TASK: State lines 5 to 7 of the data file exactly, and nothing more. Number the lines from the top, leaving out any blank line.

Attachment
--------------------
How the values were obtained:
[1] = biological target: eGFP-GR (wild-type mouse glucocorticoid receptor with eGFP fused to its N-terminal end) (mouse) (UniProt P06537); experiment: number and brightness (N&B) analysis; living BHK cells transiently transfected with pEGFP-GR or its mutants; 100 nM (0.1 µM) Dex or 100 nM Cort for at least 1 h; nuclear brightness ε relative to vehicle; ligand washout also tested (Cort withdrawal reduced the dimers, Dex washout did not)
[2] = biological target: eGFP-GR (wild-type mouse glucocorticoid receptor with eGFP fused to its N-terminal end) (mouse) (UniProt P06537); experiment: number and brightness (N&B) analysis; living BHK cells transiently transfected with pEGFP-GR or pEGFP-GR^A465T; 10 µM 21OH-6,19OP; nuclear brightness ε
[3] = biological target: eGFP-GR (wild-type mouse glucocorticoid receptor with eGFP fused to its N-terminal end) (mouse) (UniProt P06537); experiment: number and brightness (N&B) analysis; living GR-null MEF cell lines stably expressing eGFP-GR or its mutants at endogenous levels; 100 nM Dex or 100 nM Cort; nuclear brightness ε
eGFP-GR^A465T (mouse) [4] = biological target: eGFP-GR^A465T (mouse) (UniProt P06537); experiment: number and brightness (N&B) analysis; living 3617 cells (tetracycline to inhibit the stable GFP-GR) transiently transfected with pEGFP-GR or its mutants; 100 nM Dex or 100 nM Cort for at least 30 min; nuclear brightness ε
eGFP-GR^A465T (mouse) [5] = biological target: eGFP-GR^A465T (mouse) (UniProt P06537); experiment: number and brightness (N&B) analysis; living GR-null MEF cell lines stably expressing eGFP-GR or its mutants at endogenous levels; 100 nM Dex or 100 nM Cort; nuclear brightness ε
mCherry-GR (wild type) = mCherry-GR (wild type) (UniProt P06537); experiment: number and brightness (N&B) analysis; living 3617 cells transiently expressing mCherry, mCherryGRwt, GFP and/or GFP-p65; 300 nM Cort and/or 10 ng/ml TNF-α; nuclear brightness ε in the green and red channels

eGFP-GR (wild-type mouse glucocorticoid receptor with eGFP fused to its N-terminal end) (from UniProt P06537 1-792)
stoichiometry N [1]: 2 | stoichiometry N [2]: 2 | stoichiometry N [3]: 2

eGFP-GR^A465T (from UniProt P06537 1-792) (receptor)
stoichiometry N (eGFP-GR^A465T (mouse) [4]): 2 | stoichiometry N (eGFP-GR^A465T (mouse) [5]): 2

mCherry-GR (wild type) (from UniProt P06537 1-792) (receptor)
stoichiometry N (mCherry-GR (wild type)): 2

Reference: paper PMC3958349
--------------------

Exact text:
eGFP-GR^A465T (mouse) [4] = biological target: eGFP-GR^A465T (mouse) (UniProt P06537); experiment: number and brightness (N&B) analysis; living 3617 cells (tetracycline to inhibit the stable GFP-GR) transiently transfected with pEGFP-GR or its mutants; 100 nM Dex or 100 nM Cort for at least 30 min; nuclear brightness ε
eGFP-GR^A465T (mouse) [5] = biological target: eGFP-GR^A465T (mouse) (UniProt P06537); experiment: number and brightness (N&B) analysis; living GR-null MEF cell lines stably expressing eGFP-GR or its mutants at endogenous levels; 100 nM Dex or 100 nM Cort; nuclear brightness ε
mCherry-GR (wild type) = mCherry-GR (wild type) (UniProt P06537); experiment: number and brightness (N&B) analysis; living 3617 cells transiently expressing mCherry, mCherryGRwt, GFP and/or GFP-p65; 300 nM Cort and/or 10 ng/ml TNF-α; nuclear brightness ε in the green and red channels